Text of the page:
Attempts at quantifying subjective severity can usually be ascertained through symptom assessment or quality of life questionnaires. While subjective PE severity tends to increase during growth, symptoms may continue to progress after peak height is reached. Consider an 18-year-old male with PE and infrequent dyspnea on exertion. Suppose he has a HI of 3.15. Hence, he would likely be denied financial coverage for surgery on the basis of the surgery being for cosmetic reasons. Even if this patient’s dyspnea becomes more frequent at age 25, he may again be denied surgical care, given that his HI would probably still be about 3.15. This is not an unlikely scenario, and it remains problematic for a HIbased surgical candidacy criteria. Aside from physical symptoms, previous research has also confirmed that HI does not predict aesthetic dissatisfaction [6]. These findings, and several others, are sparking controversy over the utility of HI. In a recent survey given to 334 chest wall malformation experts, more than half considered a cutoff value of 3.25 to be incorrect [6].

Moving beyond HI

Our view is that health insurance companies are lagging behind clinicians who are collectively beginning to shy away from HI. In fact, the most recent criteria recommended by donald Nuss [7], for whom the minimally invasive surgical repair of PE is named after, includes 5 distinct items (Table 1). Although a HI cutoff of 3.25 is included, it is not required. Research into many new PE-severity measurements is currently underway. Categorically, these include various sternal indexes (e.g., sternal rotation index), severity indexes (e.g., correction index), deformity indexes (e.g., asymmetry index), and cardiac indexes (e.g., cardiac compression index) [6,7]. We hope that some of these may be more correlated with objective and subjective PE severity.

Table 1: Recommended criteria for Pectus Excavatum repair.

Patients should fulfill at least 2 of 5 criteria.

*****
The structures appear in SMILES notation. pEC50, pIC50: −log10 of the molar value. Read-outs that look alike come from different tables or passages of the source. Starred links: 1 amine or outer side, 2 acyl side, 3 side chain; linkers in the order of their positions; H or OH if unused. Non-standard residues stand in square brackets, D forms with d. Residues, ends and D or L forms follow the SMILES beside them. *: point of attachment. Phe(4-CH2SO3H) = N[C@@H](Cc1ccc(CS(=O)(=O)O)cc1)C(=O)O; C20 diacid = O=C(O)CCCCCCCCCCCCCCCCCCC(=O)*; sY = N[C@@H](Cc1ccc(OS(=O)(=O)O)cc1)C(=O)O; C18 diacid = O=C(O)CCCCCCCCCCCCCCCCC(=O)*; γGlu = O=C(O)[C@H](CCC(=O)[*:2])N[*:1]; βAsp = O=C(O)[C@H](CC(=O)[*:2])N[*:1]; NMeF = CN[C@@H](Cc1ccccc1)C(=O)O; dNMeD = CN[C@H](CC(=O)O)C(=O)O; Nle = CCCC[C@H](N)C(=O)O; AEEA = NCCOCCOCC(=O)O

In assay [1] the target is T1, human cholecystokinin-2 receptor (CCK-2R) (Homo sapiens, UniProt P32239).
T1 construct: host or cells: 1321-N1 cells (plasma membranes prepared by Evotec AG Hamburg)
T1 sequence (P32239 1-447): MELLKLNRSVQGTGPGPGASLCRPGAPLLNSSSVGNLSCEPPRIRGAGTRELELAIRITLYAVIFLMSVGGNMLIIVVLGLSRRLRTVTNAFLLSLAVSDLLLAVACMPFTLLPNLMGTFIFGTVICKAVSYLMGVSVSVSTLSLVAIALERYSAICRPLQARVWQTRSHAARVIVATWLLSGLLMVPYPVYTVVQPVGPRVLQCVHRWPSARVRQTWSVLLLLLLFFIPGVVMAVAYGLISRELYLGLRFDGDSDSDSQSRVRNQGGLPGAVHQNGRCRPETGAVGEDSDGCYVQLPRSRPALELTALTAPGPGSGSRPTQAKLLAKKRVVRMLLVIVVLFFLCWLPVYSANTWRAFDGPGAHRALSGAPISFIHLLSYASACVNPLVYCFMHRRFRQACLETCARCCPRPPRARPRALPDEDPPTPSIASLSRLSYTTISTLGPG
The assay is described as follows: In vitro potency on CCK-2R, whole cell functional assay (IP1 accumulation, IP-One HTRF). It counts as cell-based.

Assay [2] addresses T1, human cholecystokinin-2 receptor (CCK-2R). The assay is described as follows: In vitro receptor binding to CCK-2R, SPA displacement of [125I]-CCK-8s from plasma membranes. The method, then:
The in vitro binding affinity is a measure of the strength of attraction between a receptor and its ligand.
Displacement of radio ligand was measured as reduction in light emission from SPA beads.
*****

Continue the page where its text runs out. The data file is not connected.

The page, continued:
Conclusion

A HI cutoff value of 3.25 should not solely stratify PE patients into treated and untreated subgroups. This measure alone cannot explain or predict the wide spectrum of psychologic and physiologic symptoms that PE patients attribute to their deformity. Consistent with the beliefs of over half of chest wall malformation experts, we do not prefer to employ this cutoff in practice and often do not measure a HI at all. More studies are needed to identify better biomarkers of PE severity. In the meantime, health insurance companies should willingly consider factors outside of HI to enable PE patients the care they need.

References

  1. Haller JA, Kramer SS, Lietman SA (1987) Use of CT scans in selection of patients for pectus excavatum surgery: A preliminary report. Journal of Pediatric Surgery 22(10): 904-906.
  2. Lawson ML, Barnes-Eley M, Burke BL, Mitchell K, Katz ME, et al. (2006) Reliability of a standardized protocol to calculate cross-sectional chest area and severity indices to evaluate pectus excavatum. Journal of Pediatric Surgery 41(7): 1219-1225.
  3. St Peter SD et al. (2011) A novel measure for pectus excavatum: the correction index. Journal of Pediatric Surgery 46(12): 2270-2273.
  4. Maagaard M, Tang M, Ringgaard S, Nielsen HHM, Frøkiær J, et al. (2013) Normalized cardiopulmonary exercise function in patients with pectus excavatum three years after operation. The Annals of Thoracic Surgery 96(1): 272-278.
  5. Lesbo M, Tang M, Nielsen HH, Frøkiær J, Lundorf E, et al. (2011) Compromised cardiac function in exercising teenagers with pectus excavatum. Interactive Cardiovascular and Thoracic Surgery 13(4): 377-380.
  6. Ferro MM (2016) Indexes for Pectus Deformities in Kolvekar SK and Pilegaard HK: Chest Wall Deformities and Corrective Procedures. Springer. page 35-60.
  7. Nuss D, Obermeyer RJ, Kelly RE (2016) Nuss bar procedure: past, present and future. Annals of Cardiothoracic Surgery 5(5): 422-433.